Such a long digression was necessary in order to understand what is offered to us today under the names "chrome", "meta-chrome" and "thermochrome". Meta-chromium plating or catalytic chromium plating is the process of obtaining the thinnest layer of silver (thousandths of a millimeter) on a product by the reaction of a silver mirror (recovery of silver from an inorganic salt). A layer of silver is applied over the primer and protected by various varnishes, which give this "chrome" color. Given that silver is 11 times softer than chromium, it cannot be recognized as a wear-resistant coating. This is typically a cathodic coating and will therefore accelerate corrosion of the steel at the site of damage. And given that the meta-chromium coating is very thin, one should not expect any significant protective properties from it. So, on a meta-chromed part, you can easily write your name with a cutter (on a chrome finish, the cutter will most likely just become dull). Thus, all the "chrome" that a car enthusiast has to deal with today is highly reflective varnish. The first good sharp stone on the road - and a scratch.

Why doesn't anyone make electroplated (real) chrome? There are several reasons for this too.

  1. High energy intensity of the process. Chrome plating of a bumper requires up to 30 kW of electrical power and kiloampere current rectifiers.
  2. Large dimensions of the bath. Given the dimensions of the details of the bath should be about 1000l
  3. Expensive equipment - a modern 900A FlexCraft switching rectifier costs more than 600,000 rubles. And that's not counting all the other equipment.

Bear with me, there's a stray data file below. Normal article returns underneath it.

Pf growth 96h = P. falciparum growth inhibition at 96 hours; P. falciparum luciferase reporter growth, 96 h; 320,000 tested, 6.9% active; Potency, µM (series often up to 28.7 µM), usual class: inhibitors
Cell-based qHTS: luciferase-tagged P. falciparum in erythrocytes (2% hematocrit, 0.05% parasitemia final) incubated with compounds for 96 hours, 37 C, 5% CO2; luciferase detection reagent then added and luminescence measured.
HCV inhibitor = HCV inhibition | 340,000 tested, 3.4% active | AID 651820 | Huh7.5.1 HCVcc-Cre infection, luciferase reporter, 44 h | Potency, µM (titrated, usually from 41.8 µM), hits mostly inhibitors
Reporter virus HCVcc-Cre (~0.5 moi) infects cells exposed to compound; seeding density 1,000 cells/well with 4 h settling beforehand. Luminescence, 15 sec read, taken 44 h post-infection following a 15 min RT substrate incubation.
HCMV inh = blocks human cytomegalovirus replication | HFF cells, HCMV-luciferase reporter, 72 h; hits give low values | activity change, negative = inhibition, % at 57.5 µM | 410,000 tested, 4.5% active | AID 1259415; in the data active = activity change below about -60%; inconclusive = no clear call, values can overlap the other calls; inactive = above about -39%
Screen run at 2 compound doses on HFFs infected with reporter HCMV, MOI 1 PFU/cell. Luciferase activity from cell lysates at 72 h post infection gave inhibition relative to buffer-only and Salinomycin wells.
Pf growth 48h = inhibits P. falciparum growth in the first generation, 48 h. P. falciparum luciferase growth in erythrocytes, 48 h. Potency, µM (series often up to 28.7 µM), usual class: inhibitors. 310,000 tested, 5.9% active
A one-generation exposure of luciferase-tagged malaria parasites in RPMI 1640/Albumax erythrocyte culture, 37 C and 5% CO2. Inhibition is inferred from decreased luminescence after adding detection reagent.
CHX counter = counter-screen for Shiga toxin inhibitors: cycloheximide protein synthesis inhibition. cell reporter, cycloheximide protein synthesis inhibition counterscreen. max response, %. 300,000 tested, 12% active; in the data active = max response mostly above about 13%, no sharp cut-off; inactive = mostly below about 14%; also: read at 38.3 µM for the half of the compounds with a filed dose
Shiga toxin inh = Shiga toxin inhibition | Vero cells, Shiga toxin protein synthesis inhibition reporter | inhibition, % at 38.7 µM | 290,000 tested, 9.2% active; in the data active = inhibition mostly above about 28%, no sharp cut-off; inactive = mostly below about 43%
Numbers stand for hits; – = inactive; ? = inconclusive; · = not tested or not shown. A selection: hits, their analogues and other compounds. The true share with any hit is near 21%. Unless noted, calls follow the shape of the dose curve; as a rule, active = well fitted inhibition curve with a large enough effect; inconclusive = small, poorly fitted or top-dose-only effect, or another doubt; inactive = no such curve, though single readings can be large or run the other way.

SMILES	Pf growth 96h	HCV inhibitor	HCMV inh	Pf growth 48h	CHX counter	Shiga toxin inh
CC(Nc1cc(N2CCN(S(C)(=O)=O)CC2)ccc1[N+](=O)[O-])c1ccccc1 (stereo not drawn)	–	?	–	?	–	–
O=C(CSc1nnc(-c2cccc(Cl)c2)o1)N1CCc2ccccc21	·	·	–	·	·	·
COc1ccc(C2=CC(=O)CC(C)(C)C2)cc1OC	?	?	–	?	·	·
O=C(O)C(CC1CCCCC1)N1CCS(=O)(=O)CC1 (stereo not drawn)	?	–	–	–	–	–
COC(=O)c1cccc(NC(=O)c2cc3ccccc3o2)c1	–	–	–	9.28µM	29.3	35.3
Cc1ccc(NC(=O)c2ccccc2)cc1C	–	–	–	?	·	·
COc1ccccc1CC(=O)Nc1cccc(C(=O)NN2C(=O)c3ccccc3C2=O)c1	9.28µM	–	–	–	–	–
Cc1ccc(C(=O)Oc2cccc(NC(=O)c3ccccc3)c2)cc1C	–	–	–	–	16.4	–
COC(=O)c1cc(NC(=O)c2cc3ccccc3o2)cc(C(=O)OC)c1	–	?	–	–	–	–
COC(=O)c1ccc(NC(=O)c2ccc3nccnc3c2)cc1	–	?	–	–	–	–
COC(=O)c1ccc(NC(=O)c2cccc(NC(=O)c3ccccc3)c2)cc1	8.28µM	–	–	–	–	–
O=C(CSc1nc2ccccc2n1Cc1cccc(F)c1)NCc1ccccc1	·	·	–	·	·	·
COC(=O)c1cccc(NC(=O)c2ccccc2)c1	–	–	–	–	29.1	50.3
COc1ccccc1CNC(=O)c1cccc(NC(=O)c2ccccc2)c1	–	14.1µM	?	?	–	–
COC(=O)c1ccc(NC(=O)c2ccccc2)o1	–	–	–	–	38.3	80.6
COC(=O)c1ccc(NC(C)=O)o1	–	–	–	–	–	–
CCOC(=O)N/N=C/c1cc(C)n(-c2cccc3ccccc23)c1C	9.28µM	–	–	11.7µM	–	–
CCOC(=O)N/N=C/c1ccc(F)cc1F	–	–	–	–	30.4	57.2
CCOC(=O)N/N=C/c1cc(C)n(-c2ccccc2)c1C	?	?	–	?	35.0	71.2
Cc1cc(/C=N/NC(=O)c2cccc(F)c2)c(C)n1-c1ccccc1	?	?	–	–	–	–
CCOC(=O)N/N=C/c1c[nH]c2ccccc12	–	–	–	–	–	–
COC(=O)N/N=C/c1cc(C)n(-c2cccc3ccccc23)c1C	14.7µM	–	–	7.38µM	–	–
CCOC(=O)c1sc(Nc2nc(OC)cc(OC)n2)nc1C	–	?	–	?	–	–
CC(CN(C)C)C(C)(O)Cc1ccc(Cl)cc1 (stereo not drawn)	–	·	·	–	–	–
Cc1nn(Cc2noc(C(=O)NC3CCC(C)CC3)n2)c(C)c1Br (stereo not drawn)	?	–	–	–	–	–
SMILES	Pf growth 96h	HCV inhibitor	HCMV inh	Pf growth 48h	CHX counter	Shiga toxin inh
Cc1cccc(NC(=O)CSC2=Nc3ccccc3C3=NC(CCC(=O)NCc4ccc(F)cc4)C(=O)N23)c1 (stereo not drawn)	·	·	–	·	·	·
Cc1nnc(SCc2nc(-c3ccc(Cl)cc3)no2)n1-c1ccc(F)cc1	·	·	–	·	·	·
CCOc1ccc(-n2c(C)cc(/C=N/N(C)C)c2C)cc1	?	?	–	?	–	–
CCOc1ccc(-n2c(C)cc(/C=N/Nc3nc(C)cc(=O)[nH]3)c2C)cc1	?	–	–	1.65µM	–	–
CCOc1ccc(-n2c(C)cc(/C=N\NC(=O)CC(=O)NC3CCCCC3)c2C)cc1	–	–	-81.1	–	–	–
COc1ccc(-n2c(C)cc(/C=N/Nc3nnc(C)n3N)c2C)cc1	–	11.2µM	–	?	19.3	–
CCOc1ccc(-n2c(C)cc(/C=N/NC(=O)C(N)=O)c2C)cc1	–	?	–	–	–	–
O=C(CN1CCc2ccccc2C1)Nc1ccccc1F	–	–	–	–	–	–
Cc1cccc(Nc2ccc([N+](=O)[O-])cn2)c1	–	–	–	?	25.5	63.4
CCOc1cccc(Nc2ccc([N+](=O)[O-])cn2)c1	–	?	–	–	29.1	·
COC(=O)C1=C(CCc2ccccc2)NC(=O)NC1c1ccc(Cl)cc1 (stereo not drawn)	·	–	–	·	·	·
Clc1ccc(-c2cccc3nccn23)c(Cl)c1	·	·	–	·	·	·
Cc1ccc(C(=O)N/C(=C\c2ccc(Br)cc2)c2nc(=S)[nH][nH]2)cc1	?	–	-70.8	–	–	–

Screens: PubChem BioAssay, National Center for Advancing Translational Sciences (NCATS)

4. Extremely low scattering power of the electrolyte. This means that only cylindrical parts can be chromium-plated evenly in a standard galvanic installation with plane-parallel anodes. For more complex shapes of products, it is necessary either to change the shape of the anodes, making them equidistant at any point from the product, or to introduce additional anodes, otherwise chromium will not lie in recesses or bends at all.
  5. Great environmental damage, both in terms of the atmosphere of the workshop and in terms of wastewater.
  6. Normal adhesion of the coating can be obtained on steel products, i.e. on stamped discs. Chrome-plating cast aluminum wheels is extremely difficult, because. the laborious process of chromium plating is combined here with the no less laborious process of aluminum nickel plating (a capricious operation of zincate processing appears) 

2. Now let's deal with the restoration of parts on rare cars.

Restoration consists of removing three layers of coating, soldering corrosion sores with tin and coating with copper-nickel-chromium. Consider them in order. 

  1. Uncovering. If we are dealing with a technical, and not a decorative product, then the removal of the old coating, in principle, will not be a big problem — sufficient sandblasting. However, in the case of decorative finishes, this method is limitedly applicable, because. creates a significant surface roughness, and it will no longer be possible to obtain a mirror galvanic coating without significant polishing. Removing the old coating by chemical means involves difficulties of a different kind. Chemical removal of chromium in hydrochloric acid does not cause problems, but nickel removal will have to be tricky. Here, either a chemical method, associated with expensive organic substances, or an electrochemical method, associated with a significant energy intensity, is applicable. If we are dealing with a damaged part, then when the coating is removed from it, chemical damage to the steel is possible in a place where the old coating has already corroded or peeled off.
  2. After removing the old coating, you need to remove traces of corrosion — dimples and ulcers. For this, tin sealing is used, which also has the disadvantage of — so-called. "tin plague". Tin plague — this is a phenomenon of a polymorphic transition of white tin to gray, which has the appearance of a powder. In other words - "destruction" of tin under the influence of low temperatures. This process occurs most actively at a temperature of minus 33 degrees Celsius. Given the winter frosts in Russia, we can say that damage to the solder at this time is very likely. The problem is solved by adding bismuth to the tin alloy.
  3. It has already been written about applying a new chrome coating.
End of article